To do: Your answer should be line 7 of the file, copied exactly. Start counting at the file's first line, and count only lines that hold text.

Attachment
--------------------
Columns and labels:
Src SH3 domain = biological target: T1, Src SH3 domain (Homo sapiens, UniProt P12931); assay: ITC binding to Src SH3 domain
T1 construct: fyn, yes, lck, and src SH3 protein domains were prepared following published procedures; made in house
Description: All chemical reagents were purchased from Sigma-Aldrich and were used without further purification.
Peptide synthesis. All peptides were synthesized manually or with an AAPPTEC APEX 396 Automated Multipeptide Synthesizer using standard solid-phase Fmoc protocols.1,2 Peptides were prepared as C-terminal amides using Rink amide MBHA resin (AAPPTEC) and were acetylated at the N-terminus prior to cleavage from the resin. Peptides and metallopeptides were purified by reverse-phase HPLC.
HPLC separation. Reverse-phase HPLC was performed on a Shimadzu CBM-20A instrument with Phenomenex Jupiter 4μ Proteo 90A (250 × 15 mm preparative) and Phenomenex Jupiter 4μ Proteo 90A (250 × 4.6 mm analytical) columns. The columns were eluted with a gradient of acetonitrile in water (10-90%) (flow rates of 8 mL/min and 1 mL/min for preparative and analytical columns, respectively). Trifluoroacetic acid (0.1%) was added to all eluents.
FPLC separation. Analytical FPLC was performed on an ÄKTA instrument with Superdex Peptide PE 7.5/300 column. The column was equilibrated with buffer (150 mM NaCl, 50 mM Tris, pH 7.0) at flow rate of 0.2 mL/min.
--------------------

FPLC separation. Analytical FPLC was performed on an ÄKTA instrument with Superdex Peptide PE 7.5/300 column. The column was equilibrated with buffer (150 mM NaCl, 50 mM Tris, pH 7.0) at flow rate of 0.2 mL/min.